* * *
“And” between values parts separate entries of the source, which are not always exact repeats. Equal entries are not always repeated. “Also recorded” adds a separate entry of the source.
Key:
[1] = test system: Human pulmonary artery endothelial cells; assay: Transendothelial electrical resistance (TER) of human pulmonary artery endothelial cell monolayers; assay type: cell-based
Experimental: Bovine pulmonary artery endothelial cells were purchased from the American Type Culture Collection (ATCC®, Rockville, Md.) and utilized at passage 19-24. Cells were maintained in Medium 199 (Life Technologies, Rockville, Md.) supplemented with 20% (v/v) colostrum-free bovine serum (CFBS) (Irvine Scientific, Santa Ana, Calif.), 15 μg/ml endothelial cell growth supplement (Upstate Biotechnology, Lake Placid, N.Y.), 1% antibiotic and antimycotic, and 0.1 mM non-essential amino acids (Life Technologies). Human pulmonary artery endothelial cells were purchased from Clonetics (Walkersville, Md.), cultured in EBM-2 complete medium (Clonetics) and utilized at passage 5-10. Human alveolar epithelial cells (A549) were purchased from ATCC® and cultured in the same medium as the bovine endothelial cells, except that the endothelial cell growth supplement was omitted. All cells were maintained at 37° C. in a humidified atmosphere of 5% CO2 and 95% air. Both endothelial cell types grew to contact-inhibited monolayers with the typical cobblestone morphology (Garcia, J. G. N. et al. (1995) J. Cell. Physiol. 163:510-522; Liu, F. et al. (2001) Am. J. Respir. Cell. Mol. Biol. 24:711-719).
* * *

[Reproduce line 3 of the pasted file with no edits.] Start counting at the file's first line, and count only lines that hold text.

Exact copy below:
[1] = test system: Human pulmonary artery endothelial cells; assay: Transendothelial electrical resistance (TER) of human pulmonary artery endothelial cell monolayers; assay type: cell-based